This post is part of a series about helping students with LBLD experience academic success.
by Erin Broudo
I’m sure I’m not the only one who has made this mistake. “Rewrite the chapter from another character’s point of view,” I instructed my students a few years ago, feeling good about this creative, more interesting variation of writing a chapter summary. After collecting their work, I sat down to read their stories and immediately realized my error. “I think that ___ would feel sad,” one essay read. “If I were ____, I would be really angry,” read another. It occurred to me that, despite likely having being taught this skill in the past (especially now, since it is a commonly recurring question type on the Next-Generation MCAS), my students did not understand what it meant to write a scene from a different point of view. This is a great example of a skill that we might think, okay, they’ve been exposed to it before, they know how to do it – when, actually, students really may lack that inherent understanding of what you are asking them to do, of what that task really looks like. This is where scaffolded, explicit, direct instruction and modeling are needed – when we identify a skill that our students have learned in the past but are still struggling to apply independently.
As with my scary story unit, I wanted to break the skill of writing from a given point of view down to figure out how to best approach it. What does it really mean, and what prior knowledge or skills are required to write a story from another point of view? From years of teaching in special education, particularly language-based settings, I have learned to approach any task that my students are struggling with by first asking myself: How can I break this down more? What prerequisite skills do I need to teach or review? To rewrite a story, or continue a story, from a different point of view, students have to first understand the story itself – their basic comprehension of the story’s plot must be fairly solid. After that, they need to be able to differentiate between the two characters: How is one character’s experience of these events different from another character’s?
For some students with language-based learning disabilities, this task may be particularly daunting. Some students with LBLD struggle to understand another individual’s point of view in real life, let alone in stories, due to weaknesses in pragmatic language (social communication and discourse) or weaknesses in receptive and/or expressive language skills. For these students, learning to make inferences about a character’s behavior, emotions, and motivations may be particularly challenging and need to be broken down even further; I have at least one such student in my class each year.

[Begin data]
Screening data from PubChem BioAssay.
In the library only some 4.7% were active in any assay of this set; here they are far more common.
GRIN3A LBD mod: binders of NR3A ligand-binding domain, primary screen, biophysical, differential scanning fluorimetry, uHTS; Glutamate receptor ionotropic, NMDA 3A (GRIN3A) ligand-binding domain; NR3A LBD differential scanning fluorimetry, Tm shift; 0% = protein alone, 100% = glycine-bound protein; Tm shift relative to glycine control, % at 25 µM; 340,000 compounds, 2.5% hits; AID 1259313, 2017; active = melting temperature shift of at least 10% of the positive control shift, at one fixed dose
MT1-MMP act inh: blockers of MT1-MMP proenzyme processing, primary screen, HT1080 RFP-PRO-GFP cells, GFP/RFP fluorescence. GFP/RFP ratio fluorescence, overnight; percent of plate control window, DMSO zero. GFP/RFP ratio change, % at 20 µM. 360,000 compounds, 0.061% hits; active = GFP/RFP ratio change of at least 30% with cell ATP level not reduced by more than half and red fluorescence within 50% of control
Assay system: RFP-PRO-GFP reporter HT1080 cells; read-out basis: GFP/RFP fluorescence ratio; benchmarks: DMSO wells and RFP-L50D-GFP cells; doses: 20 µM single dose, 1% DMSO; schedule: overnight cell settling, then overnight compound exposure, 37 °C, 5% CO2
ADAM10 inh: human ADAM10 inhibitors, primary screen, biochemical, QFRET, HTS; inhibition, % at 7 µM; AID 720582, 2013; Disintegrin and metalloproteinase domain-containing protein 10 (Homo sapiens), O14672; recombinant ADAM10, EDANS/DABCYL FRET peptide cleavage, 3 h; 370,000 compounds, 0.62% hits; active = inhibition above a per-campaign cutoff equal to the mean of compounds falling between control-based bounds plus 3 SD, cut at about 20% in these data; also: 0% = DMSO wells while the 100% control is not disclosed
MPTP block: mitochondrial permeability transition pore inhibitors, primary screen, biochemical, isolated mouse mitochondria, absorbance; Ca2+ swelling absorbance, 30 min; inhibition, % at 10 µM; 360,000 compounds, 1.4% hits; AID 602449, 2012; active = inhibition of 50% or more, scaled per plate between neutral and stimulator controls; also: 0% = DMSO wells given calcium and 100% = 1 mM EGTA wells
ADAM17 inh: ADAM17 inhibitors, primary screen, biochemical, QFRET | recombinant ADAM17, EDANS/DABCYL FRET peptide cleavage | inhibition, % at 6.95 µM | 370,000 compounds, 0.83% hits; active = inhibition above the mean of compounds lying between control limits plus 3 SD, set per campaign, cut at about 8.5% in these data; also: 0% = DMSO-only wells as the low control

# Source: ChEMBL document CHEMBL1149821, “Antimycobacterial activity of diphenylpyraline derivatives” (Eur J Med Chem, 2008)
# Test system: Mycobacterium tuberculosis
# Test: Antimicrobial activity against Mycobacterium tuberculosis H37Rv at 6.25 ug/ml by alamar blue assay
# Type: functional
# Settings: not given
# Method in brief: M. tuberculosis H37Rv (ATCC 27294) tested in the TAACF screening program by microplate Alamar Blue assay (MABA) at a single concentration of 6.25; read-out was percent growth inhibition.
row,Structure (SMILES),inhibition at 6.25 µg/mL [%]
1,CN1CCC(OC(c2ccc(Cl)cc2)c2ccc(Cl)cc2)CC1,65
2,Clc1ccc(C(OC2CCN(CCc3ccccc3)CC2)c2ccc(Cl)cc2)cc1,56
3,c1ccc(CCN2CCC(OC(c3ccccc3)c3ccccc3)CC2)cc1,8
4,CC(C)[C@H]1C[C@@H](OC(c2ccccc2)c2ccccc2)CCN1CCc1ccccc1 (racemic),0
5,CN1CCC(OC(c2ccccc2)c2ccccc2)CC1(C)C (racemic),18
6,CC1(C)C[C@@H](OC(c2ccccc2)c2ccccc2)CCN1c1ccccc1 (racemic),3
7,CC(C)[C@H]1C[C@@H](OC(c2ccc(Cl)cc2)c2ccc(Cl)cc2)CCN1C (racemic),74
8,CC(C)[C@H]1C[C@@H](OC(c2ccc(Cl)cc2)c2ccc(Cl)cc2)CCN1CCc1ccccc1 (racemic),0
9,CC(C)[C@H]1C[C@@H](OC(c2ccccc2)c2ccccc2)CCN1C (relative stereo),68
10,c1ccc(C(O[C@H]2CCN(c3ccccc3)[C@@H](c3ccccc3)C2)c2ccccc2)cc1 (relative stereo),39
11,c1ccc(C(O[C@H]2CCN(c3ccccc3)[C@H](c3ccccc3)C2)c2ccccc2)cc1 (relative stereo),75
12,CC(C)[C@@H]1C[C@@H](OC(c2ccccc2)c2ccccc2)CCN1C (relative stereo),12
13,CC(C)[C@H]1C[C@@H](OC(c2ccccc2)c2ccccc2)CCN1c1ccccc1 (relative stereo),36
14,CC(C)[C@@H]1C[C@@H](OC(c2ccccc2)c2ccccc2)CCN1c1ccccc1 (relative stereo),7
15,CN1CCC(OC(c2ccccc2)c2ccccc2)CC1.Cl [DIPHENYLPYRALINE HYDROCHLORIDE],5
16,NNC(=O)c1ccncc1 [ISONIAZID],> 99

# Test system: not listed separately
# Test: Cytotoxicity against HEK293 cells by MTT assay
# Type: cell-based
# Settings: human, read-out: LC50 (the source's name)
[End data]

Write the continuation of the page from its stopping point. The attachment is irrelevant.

How to teach students to write from different perspectives
INTRODUCE PERSPECTIVE: To begin this mini-unit on writing from another character’s point of view, I led a group brainstorm and discussion about what point of view means. Several students remembered from our short story unit that it refers to the perspective from which a story is told. With a little prompting, they could also recall that stories can be written from a first-person narrator’s point of view or a third-person narrator’s point of view, and that third person narration can at times focus on one character (third person limited) and at other times focus on multiple or even all characters (third person omniscient). We talked a little bit about the general topic of perspective, and how each person experiences an event slightly differently, based on his or her background experiences, emotional state, and other factors. I gave a real-life example of a hypothetical argument (based on many, many actual arguments that have taken place in this particular group!) where two students argue over a group project in which one student completed the majority of the work. I asked my students to brainstorm what is going on inside each student’s mind. What are some possible reasons why one student did all of the work? What are some possible reasons why the other student did not do his or her fair share? How would the story of this argument be written if it was written from each student’s perspective?
PRACTICE: We then did a short creative writing activity. I passed out a scenario involving 12-year-old Julian, who goes out to lunch with his mother. I’ve attached the scenario to this blog, but to summarize, the waitress gives them a little bit of attitude, and she ends up spilling young Julian’s milkshake all over his lap. The waitress bursts into tears and leaves the restaurant, and the manager comes over, visibly upset with the waitress, and apologizes profusely to Julian and his mother. I then told my students that they were going to write this scene from an assigned point of view. I stressed to them that they would be required to use first person narration – they WERE that character, and they were experiencing the events AS that character (my previous experiences taught me to perhaps over-emphasize that point this time!) Students received a strip of paper with a character: Julian, his mother, the waitress, and the manager. They were then given ten minutes to tell this story from that perspective.